From WordPress to Flatpress

Following more late nights than I really wanted to invest, the eldapo blog has been converted from WordPress to Flatpress, making it entirely database free for the first time since it was published in 2004.

Doing this conversion was an educational experience. It was also quite humbling. In the end, a combination of a Flatpress project supplied php script, a good text editor with data sort capability and a couple of simple perl scripts got the job done.

Given the amount of effort involved the obvious question is, why?

I moved from Blogger to WordPress a number of years ago, after finding the former too confining for my creative tastes. Although I did learn enough about WordPress to do some minor tweaks to themes and other superficial aspects, the content of this blog was always more important to me than its appearance.

The one enduring issue I had with WordPress was its dependence on a database. Given the relatively small number of entries on this blog (approximately 700), it’s hard to justify using a db to store what is substantially a collection of unformatted text. So off I went looking for a halfway decent blogging package that didn’t need a database.

As a result, I came upon Flatpress and began to gather the knowledge and tools I’d need to convert to it from WordPress.

Before beginning my conversion efforts I set up a new WordPress instance with its own database on my home workstation. I then used WordPress’s built in export and import facility to get the entry data from my Internet host.

Initially I thought the best way to migrate my entries from the old blog to the new would be to do an export from WordPress into its unique .xml format. I was able to find a python script that would parse that into separate .html files. After some tweaking to overcome what must have been a typo in the script, I made some slight modifications to insert the post’s title and date into each page.

After several abortive attempts I ultimately found the task of scripting the conversion of these .html files into Flatpress’s own special page format too time consuming to pursue further. Instead, after searching the Flatpress project wiki, I found the wpimport script. This is a php script that directly queries the backend database of a WordPress blog and converts the data obtained into individual Flatpress entries. One of the nice things about this script is that it automatically preserves any existing categories and the assignment of entries to them.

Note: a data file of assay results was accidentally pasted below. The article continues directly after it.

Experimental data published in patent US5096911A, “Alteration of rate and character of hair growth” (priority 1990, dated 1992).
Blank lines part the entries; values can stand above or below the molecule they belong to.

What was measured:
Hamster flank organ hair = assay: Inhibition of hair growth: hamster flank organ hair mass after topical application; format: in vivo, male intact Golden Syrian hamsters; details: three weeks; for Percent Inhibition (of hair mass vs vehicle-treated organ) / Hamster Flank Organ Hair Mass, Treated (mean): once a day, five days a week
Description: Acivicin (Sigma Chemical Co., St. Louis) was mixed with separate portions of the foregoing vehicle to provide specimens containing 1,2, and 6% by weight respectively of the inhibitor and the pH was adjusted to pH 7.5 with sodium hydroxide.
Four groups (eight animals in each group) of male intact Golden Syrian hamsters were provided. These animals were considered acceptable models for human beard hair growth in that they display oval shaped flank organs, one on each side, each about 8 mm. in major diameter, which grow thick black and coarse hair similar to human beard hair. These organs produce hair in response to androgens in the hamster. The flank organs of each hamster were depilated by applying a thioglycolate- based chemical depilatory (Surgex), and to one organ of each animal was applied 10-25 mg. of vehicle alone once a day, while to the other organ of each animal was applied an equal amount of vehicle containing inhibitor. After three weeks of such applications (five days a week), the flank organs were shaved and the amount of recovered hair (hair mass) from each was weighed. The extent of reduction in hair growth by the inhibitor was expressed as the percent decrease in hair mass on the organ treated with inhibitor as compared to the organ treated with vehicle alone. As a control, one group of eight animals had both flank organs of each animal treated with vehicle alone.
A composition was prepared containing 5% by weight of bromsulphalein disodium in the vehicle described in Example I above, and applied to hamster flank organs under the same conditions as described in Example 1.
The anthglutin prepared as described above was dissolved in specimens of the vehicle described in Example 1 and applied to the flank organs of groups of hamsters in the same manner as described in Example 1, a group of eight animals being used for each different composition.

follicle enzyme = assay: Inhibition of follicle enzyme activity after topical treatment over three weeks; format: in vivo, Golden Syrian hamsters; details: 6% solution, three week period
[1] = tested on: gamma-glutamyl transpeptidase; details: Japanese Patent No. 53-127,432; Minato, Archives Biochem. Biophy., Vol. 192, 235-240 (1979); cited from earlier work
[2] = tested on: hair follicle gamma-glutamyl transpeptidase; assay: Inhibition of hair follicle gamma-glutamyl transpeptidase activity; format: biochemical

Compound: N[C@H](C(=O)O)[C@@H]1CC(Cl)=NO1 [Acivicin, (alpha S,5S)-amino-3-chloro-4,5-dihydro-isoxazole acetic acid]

The only problem with this approach is that WordPress saves successive drafts of posts in separate database records. As a result, a heavily edited post will have several database entries. The first time I imported one of my blogs into Flatpress using wpimport, I was faced with a dozen entries for a single article, including one for each image. My original solution to this problem was to manually prune the unwanted entries on the command line. Later, I discovered that the number of extra entries converted could be substantially reduced by doing a WordPress export to xml from my local instance and then re-importing it again. Even after this there was some cleanup to do. I found that running the Flatpress re-indexing routine would give me a list containing entry id’s and subject lines that I could sort by subject. The resulting list could then be pruned of any entries I wanted to keep, usually after a visual inspection of the file to make sure I really wanted it. The final product was then passed through a script that deleted the unwanted entries.

Here’s the code for that:

#!/usr/bin/perl -w
use strict;
use Text::ParseWords;
	
my $HOME = $ENV{'HOME'};
my $infile = "/tmp/tobedeleted.csv";
my $WEBDIR = '/var/www/html/eldapo/wp-content/content';
	
open FH, "<$infile" or die $!;
	
while (<FH>) {
	
	 chomp;
   	 my (
  	     $entryid,
	     $title
	
		 ) = ( &parse_line(',',0,$_));
	
	my $path = `find $WEBDIR -name "$entryid.txt" -print`;
	
	`rm -f $path`;
}
	
close FH;

Handling the re-mapping of image urls was pretty straightforward. All I had to do was write a little perl script find each img url in each converted entry and transform them to point to the new location for my images (to keep things simple this was a single, flat, directory, wp-content/images).

Here’s my code:

#!/usr/bin/perl -w
use strict;
	
my $HOME = $ENV{'HOME'};
my $infile = "$HOME/tmp/eldapo_images.txt";
my $WEBDIR = '/var/www/html/eldapo/wp-content/content';
	
`find $WEBDIR -name "*.txt" | xargs grep 'img src' > $infile`;
	
open FH, "<$infile" or die $!;
	
while (<FH>) {
	chomp;
	
	m/(./d{2}/d{2}/)(entryd{6}-d{6}.txt)/;
	
	my $prepath = $1;
	my $entryid = $2;
	for($prepath) { s/^.//; }
	
	my $path = $WEBDIR . $prepath . $entryid;
	@ARGV = glob "$path" or die $!;
	$^I = "~";
	
        while (<>) {
   	    s/http://eldapo.lembobrothers.com/wp-content/uploads/d{4}/d{2}//wp-content/images/g;
	    print;
	 }
	 unlink ("$path~") or warn "could not delete $path $!n";
	 print $entryid, " processedn";
}
close FH;

With all of my entries processed, I ran a final re-index and archived my local copy of the blog. After that it was just a matter of uploading it to my Internet server and unarchiving (after first renaming my original WordPress blog folder).

Once I had my new blog in place, it was time to do a little configuring. Apart from downloading and installing a new theme (Leggero 3c+1), I followed these suggestions to disable comments globally. It’s not that I don’t enjoy comments, on other people’s blogs. Moderating comments, even on a blog as little travelled as this one, is just one chore too many for this overworked sysadmin.